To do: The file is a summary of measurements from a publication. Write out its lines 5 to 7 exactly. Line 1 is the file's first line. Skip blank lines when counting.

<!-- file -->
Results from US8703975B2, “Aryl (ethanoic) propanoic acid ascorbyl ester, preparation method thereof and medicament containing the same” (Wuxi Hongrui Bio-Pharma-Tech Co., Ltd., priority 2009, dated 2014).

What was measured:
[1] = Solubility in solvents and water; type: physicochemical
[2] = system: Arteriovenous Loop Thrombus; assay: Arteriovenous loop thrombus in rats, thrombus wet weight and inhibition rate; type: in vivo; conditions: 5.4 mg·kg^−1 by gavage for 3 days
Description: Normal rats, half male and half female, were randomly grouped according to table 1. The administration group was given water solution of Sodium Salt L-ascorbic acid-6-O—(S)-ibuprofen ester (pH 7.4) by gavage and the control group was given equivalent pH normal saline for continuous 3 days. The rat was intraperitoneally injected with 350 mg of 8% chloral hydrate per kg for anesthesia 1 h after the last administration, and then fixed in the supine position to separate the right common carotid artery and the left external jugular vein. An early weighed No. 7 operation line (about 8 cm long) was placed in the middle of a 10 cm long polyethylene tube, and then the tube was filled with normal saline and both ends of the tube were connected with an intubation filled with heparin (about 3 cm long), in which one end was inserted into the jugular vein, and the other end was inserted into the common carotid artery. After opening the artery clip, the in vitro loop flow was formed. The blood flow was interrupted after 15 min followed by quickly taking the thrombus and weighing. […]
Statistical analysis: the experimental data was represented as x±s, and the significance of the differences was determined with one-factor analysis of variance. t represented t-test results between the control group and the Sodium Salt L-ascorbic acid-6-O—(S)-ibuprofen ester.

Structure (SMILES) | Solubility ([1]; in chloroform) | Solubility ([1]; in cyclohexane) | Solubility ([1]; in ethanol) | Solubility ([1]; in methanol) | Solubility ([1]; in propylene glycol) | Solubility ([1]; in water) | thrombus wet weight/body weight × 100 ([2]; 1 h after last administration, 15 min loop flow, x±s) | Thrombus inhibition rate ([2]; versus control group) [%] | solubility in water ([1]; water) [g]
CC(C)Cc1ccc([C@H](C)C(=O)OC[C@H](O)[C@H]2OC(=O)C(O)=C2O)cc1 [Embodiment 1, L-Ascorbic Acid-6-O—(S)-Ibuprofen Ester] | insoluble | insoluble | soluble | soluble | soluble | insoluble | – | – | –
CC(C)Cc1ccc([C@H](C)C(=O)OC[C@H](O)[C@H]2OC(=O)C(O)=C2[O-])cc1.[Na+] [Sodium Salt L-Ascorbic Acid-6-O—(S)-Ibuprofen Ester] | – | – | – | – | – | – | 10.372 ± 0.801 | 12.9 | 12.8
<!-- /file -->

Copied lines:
Description: Normal rats, half male and half female, were randomly grouped according to table 1. The administration group was given water solution of Sodium Salt L-ascorbic acid-6-O—(S)-ibuprofen ester (pH 7.4) by gavage and the control group was given equivalent pH normal saline for continuous 3 days. The rat was intraperitoneally injected with 350 mg of 8% chloral hydrate per kg for anesthesia 1 h after the last administration, and then fixed in the supine position to separate the right common carotid artery and the left external jugular vein. An early weighed No. 7 operation line (about 8 cm long) was placed in the middle of a 10 cm long polyethylene tube, and then the tube was filled with normal saline and both ends of the tube were connected with an intubation filled with heparin (about 3 cm long), in which one end was inserted into the jugular vein, and the other end was inserted into the common carotid artery. After opening the artery clip, the in vitro loop flow was formed. The blood flow was interrupted after 15 min followed by quickly taking the thrombus and weighing. […]
Statistical analysis: the experimental data was represented as x±s, and the significance of the differences was determined with one-factor analysis of variance. t represented t-test results between the control group and the Sodium Salt L-ascorbic acid-6-O—(S)-ibuprofen ester.

Structure (SMILES) | Solubility ([1]; in chloroform) | Solubility ([1]; in cyclohexane) | Solubility ([1]; in ethanol) | Solubility ([1]; in methanol) | Solubility ([1]; in propylene glycol) | Solubility ([1]; in water) | thrombus wet weight/body weight × 100 ([2]; 1 h after last administration, 15 min loop flow, x±s) | Thrombus inhibition rate ([2]; versus control group) [%] | solubility in water ([1]; water) [g]